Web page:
A $1 Million dollar grant has been awarded for western Michigan to study the long term health affects of per- and polyfluoroalkyl substances, commonly referred to as PFAS.

U.S. Senator Gary Peters of Michigan announced the $1 million grant from the Centers for Disease Control and Prevention and the Agency for Toxic Substances and Disease Registry to conduct a PFAS health study examining contaminated sites in western Michigan.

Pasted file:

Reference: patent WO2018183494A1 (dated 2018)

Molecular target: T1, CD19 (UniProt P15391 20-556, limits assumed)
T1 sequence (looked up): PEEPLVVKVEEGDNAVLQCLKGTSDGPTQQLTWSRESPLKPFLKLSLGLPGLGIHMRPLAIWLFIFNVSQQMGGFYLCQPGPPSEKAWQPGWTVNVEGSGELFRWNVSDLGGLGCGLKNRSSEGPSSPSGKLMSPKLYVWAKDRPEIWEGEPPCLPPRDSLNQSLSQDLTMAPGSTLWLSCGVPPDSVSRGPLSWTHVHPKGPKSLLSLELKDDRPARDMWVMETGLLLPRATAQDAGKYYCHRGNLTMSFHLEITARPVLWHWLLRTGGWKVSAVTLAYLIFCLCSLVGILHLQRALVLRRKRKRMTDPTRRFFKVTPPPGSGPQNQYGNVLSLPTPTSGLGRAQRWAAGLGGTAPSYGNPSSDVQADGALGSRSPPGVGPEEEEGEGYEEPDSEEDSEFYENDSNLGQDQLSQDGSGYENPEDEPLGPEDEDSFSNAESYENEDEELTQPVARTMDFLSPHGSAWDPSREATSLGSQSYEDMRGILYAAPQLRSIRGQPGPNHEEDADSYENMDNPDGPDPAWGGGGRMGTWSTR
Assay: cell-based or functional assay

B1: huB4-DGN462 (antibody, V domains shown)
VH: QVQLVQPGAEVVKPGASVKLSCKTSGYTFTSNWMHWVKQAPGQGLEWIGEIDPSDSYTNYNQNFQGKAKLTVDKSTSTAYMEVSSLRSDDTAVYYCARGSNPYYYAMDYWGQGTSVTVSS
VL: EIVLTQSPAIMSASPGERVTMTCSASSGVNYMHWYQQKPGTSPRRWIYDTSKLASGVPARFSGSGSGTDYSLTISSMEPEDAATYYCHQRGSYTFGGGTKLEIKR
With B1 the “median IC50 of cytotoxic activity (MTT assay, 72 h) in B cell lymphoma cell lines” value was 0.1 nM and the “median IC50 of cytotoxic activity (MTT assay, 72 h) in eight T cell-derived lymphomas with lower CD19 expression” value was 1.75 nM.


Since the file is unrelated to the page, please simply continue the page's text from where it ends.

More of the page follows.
The grant will be awarded to the Michigan State Department of Health and Human Services to conduct experiments at sites in Parchment/Cooper Township and North Kent County. The study aims to help researchers gain a better understanding of the relationships between PFAS contamination and certain illnesses, and to promote awareness of the health risks PFAS poses to communities in Michigan and throughout the nation. The joint study will enroll 6,000 adults and 2,000 children in seven different sites across the nation to help PFAS-affected communities assess their risk to certain health effects specifically lipid metabolism, kidney function, thyroid disease, liver disease, glycemic parameters, diabetes and weaker immune response.The research at each site will investigate health outcomes among those enrolled.

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